Capacity planning with vRops
Posted by Michael Ryom on
January 18, 2017
Capacity planning is one of the tasks that every IT organization need to do, but most do very poorly. This is not out of bad will or lack of skills. Most often, it is because they lack a good way of dealing with all the changes, past, present and future. Most of them are also done reactively. Statistics may be pulled from vCenter and put into word or excel where graphs of past data points from a historical trend. This is then used to predict the future growth and based there of cluster sizing and purchasing decisions are made. Alternatively, the all too familiar, “we are out of resources. Hurry we need to buy more”, scenario comes into play. None of these capacity technics are very good. There is most properly a need to do things smarter.
Storage HA on the Cheap: Fixing Synology DiskStation flaky Performance with StarWind Free. Part 1 (Architecture)
Posted by Vladislav Karaiev on
January 4, 2017
DiskStation DS916+ is a further improvement of DS415+ model. Storage capacity in DS916+ can be scaled using DX513 expansion units, making a total of nine 3.5 disk bays. Given the relatively small form factor and impressive capacity potential, such configuration may become a great solution for small businesses and enthusiasts.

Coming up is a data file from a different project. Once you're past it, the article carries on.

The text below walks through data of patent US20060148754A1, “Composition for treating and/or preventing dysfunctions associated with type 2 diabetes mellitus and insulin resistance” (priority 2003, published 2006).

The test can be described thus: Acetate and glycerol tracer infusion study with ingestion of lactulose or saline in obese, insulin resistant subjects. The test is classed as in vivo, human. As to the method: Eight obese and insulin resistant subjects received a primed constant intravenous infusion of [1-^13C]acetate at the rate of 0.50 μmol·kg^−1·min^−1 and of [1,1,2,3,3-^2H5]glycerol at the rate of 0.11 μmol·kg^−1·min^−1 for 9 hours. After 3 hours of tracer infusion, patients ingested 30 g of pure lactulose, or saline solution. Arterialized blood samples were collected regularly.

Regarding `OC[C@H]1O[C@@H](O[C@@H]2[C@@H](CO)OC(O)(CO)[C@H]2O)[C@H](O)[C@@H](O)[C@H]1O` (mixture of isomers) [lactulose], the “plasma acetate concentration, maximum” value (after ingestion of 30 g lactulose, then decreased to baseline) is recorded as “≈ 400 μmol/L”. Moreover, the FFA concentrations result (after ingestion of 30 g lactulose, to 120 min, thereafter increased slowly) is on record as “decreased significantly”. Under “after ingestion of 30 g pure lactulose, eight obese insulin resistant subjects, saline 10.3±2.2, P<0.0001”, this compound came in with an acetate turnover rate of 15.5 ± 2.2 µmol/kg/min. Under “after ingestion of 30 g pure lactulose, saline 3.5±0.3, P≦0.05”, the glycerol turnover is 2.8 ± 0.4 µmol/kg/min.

The Virtualization Review Editor’s Choice Awards 2016
Posted by Oksana Zybinskaya on
December 26, 2016
The Virtualization Review Editor’s Choice is a selection of the most outstanding virtualization products of 2016. It is based on the opinions and overlooks by the trusted experts in the fields of virtualization and cloud computing. This is not the “best of the best rating”. No criteria were applied to make the list. This is just the collection of individual choices of writers, who deal with the industry daily, so they have pointed out virtualization solutions they found especially interesting and useful.
Azure Offers Backing Up VMware VMs with a Freeware Tool
Posted by Augusto Alvarez on
November 21, 2016
After hearing some news about Microsoft like, largely investing in Open Source hardware, PowerShell open source and for Linux, SQL Server for Linux, MS joining the Linux foundation, and so many others; you may think hell just starting freezing, but no, this is how Microsoft is engaging the world now. Integration is the keyword, and we salute them for that.
Adding a new feature among these is the recent update to their main backup tool for cloud: Azure Backup Server now supports VMware virtual machines. MABS (Microsoft Azure Backup Server) it is not a new tool, it’s been around for a while now offering backups for Hyper-V virtual machines, physical machines, file servers, SQL, SharePoint and Exchange.
Deploy VM Fleet to benchmark your storage system
Posted by Romain Serre on
October 25, 2016